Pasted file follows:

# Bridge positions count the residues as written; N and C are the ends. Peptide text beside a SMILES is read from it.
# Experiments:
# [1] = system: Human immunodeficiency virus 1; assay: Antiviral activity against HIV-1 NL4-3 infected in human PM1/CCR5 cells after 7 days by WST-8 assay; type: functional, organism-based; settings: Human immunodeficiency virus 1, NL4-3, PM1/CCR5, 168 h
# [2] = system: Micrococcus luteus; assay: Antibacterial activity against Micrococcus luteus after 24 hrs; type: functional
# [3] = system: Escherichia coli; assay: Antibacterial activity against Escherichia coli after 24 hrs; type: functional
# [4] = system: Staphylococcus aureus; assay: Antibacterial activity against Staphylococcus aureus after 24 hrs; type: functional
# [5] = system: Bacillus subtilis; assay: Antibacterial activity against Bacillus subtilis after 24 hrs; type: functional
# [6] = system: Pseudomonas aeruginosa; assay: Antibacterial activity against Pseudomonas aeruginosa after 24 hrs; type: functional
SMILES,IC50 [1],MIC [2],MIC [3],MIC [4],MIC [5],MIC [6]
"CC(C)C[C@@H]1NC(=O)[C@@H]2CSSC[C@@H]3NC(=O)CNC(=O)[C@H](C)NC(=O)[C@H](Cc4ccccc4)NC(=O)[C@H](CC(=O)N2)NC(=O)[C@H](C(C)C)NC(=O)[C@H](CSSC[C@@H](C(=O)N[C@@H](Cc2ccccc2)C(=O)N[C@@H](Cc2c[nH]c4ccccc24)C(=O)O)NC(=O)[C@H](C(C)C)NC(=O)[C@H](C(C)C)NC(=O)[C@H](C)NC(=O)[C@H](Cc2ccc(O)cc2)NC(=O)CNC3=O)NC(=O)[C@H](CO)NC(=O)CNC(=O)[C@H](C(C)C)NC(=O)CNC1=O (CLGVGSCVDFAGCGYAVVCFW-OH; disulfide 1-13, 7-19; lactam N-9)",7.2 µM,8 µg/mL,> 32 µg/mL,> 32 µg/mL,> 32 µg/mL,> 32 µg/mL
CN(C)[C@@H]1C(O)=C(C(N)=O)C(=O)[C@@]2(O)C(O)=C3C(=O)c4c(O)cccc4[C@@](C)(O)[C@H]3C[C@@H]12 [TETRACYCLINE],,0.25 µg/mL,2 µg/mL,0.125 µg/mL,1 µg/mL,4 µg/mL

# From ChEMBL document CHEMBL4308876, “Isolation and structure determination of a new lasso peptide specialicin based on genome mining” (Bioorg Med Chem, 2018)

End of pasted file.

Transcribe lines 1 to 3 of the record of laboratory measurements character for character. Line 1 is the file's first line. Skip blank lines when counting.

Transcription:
# Bridge positions count the residues as written; N and C are the ends. Peptide text beside a SMILES is read from it.
# Experiments:
# [1] = system: Human immunodeficiency virus 1; assay: Antiviral activity against HIV-1 NL4-3 infected in human PM1/CCR5 cells after 7 days by WST-8 assay; type: functional, organism-based; settings: Human immunodeficiency virus 1, NL4-3, PM1/CCR5, 168 h